Outbound Collective logo

Getting the Shot: Sunset on The Watchman in Zion NP

Today we are constantly bombarded with pictures, especially of places outdoors, but we rarely find out the story behind the photograph. This is the story behind my picture of sunset on The Watchman in Zion National Park.

By: Mayson + Save to a List

Whether it is a brilliant sunset on a distant horizon exploding in colors or a vibrant forest filled with trees and foliage in shades we never could have imagined, we see these stunning pictures every day and tap twice click like. But we rarely hear the story behind these images, the process it took to get that shot or how the person found themselves there. 

I recently had the opportunity to visit one of my favorite places on the planet, Zion National Park, and after going to this outdoor mecca for years and years, I captured an image of sunset on The Watchman like so many have before me.

I was two days into my three-day adventure and it was a cooler December afternoon in Zion. Earlier in the day I found myself stunned as I took in the beauty of Observation Point and its spectacular view of Zion Canyon and the surrounding plateaus along the East Rim to Observation Point and Hidden Canyon trails. Having completed these gorgeous hikes, I found myself looking to the sky and the few clouds that dotted it, ready to enjoy what looked like would become a stunning sunset to finish a day of awesome adventures. 

It was about 4:30 in the afternoon when I parked my car off the road about 100 yards from the Canyon Junction Bridge near the Zion Canyon/Mt. Carmel Highway turnoff. This bridge is a popular gathering spot for photographers, especially at this time of day, because the bridge provides a near perfect view down Zion Canyon following the Virgin River and leading out to a sandstone formation at the canyon's mouth known as The Watchman. At sunset, the sandstone cliffs on the canyon's edge glow in a brilliant display of orange, yellow, and red hues as the sky explodes in warm colors, providing a superb and commonly captured photograph that is an icon of the park and much of the parks system at large. 

After reaching the bridge, I carefully positioned my tripod about midway along its span with the Virgin River largely centered within my camera's viewfinder. My aperture, shutter speed, ISO, and other camera settings were carefully set and ready to be changed as the conditions of the developing sunset shifted to capture a slightly underexposed image so I would not lose any detail in the highlights of the image.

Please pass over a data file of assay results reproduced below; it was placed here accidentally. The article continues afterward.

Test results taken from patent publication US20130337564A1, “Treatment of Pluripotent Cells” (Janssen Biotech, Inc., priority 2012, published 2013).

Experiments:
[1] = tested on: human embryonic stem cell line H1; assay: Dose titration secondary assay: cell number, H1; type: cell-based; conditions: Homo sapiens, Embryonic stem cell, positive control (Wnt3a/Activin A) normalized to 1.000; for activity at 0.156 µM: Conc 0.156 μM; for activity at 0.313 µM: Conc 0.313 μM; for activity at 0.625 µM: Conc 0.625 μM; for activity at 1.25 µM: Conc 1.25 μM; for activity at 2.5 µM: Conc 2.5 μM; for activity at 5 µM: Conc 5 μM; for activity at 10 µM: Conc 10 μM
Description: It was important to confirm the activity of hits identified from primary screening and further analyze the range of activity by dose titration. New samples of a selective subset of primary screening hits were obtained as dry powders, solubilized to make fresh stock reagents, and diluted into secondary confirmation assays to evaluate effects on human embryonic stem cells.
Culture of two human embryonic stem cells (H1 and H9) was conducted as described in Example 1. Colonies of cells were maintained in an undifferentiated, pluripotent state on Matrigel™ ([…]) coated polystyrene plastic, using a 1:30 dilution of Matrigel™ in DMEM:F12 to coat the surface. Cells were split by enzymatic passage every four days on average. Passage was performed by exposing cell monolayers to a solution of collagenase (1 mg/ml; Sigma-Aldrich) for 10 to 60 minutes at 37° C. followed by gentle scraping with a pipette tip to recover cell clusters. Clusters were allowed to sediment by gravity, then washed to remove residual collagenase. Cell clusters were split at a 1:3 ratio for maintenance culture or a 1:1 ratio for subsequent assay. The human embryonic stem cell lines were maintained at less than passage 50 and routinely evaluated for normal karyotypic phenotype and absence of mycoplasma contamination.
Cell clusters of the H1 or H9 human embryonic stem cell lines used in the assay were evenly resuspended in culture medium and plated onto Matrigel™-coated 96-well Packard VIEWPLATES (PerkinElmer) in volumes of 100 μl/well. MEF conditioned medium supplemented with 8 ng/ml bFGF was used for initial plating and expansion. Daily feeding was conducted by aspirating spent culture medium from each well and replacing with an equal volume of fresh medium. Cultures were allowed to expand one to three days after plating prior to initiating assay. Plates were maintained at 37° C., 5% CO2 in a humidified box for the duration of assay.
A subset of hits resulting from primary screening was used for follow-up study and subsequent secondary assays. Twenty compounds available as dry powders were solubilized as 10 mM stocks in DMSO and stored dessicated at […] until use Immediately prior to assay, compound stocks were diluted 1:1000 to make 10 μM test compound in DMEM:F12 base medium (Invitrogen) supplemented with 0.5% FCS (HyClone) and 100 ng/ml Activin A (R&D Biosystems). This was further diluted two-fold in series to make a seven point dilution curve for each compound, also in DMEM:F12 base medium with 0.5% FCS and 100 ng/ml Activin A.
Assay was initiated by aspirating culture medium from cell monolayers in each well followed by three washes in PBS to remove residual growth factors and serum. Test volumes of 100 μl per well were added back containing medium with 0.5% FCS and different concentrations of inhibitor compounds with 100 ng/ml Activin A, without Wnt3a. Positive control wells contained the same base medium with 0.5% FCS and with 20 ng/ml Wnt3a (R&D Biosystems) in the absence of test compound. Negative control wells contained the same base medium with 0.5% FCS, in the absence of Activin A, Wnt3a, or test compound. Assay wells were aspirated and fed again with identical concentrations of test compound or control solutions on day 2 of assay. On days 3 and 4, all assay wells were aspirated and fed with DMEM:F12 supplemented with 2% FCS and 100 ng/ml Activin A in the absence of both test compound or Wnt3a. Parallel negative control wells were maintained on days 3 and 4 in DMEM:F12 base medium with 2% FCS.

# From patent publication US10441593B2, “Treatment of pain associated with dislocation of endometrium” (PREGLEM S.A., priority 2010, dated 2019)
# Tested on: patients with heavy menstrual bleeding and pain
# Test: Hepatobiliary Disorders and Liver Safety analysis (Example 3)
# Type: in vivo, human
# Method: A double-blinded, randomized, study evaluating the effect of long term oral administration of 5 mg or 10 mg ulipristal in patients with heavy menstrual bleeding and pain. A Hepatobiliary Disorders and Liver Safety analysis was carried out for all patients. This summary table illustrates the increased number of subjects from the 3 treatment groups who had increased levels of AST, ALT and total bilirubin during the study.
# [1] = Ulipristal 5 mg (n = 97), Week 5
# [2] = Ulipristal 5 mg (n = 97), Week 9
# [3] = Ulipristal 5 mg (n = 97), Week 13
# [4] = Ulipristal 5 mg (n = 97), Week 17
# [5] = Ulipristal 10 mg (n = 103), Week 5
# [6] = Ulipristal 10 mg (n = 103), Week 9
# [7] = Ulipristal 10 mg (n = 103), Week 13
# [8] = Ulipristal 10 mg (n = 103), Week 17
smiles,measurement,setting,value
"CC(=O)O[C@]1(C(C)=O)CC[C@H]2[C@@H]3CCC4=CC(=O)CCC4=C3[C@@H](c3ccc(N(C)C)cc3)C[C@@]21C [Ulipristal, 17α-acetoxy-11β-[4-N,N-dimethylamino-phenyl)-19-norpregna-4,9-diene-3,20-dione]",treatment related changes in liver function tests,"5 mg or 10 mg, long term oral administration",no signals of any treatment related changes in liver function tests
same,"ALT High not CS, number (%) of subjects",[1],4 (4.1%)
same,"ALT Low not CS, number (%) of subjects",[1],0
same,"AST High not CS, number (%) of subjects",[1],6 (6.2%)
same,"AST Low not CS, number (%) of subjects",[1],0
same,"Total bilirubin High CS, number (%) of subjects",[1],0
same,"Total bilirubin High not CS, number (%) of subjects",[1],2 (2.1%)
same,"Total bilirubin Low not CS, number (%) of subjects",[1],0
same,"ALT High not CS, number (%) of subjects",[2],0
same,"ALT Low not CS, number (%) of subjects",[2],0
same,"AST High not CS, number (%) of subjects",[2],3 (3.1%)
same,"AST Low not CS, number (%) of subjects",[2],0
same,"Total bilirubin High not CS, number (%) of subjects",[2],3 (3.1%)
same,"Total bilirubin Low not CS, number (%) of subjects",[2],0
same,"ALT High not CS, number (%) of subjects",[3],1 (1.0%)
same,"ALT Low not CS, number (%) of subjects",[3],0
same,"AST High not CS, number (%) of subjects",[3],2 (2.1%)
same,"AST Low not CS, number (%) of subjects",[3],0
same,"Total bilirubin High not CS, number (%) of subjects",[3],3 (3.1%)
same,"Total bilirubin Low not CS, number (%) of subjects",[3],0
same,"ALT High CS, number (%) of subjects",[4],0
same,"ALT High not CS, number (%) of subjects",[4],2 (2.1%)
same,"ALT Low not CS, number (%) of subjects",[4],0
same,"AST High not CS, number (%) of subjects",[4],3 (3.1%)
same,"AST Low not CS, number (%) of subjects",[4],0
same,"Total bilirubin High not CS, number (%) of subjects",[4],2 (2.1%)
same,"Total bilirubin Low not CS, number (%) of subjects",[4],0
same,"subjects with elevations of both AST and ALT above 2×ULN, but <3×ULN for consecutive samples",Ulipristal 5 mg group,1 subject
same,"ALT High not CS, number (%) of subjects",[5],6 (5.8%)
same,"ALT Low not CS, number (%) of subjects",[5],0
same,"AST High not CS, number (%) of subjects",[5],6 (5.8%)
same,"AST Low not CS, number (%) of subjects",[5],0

To my left and right were maybe half a dozen other men and women also keenly awaiting the sun to set around the corner of the canyon's mouth. While we waited for the sun to begin to set, several of us began to chat with one another. We talked about where we were from, our other exploits from the day, and geeked out over camera equipment of course. By the time the sky began to explode, as if ablaze, the bridge was lined with onlookers more or less should-to-shoulder. Some, like me, had DSLR cameras and tripods, while others simply used their phones and a few selfie sticks. Camera shutters could be heard clicking almost constantly as we all captured picture after picture, adjusted settings, tweaked our framing, and periodically paused to examine the fruits of our efforts. Off and on a few people could be heard murmuring under their breadth, clearly irritated at a handful of people near the river below that must have crossed into their shot. Most of us were simply engulfed in the view and the silence. 

For many of us, including myself, this fleeting display of awestruck wonder symbolized a sort of finality to the day. The sunset was like a spectacular final overture to a symphony of adventure sponsored by Mother Nature. Looking onward and clicking the shutter of my camera again and again, the natural splendor laid out before me continuously evolved. The golden hour passed away, the sky began to darken, and the temperature dropped rapidly. The light became softer and softer as the sun kissed the horizon and seemingly evaporated. The flaming glow of The Watchman and the sandstone walls of the canyon beyond my camera's lens seemingly wasted away as if swallowed whole by the darkness overcoming it. While camera shutters could still be heard clicking wildly from those of use who wanted to soak up every last moment, others began to gather their things and return to their cars. Eventually the darkness fully settled in, I put my headlamp on after retrieving it from my pocket, and retired from the cold darkness to my car. From their, I departed in search of dinner and a beer in nearby Springdale having captured this spectacular display with more than just my camera to be treasured for years to come. 

We want to acknowledge and thank the past, present, and future generations of all Native Nations and Indigenous Peoples whose ancestral lands we travel, explore, and play on. Always practice Leave No Trace ethics on your adventures and follow local regulations. Please explore responsibly!

Do you love the outdoors?

Yep, us too. That's why we send you the best local adventures, stories, and expert advice, right to your inbox.


Hiking the Narrows in Winter in Zion National Park

Lysianne Peacock

13 Hikes you've never heard of in Zion National Park

The Outbound Collective

How to Get the Ultimate Solitude and Beat the Crowds in Zion National Park

Jace Moreno

Zion National Park in 72 Hours

Kevin Abernethy

7 Photos from My Hike in The Subway, Zion National Park

Scott Sichler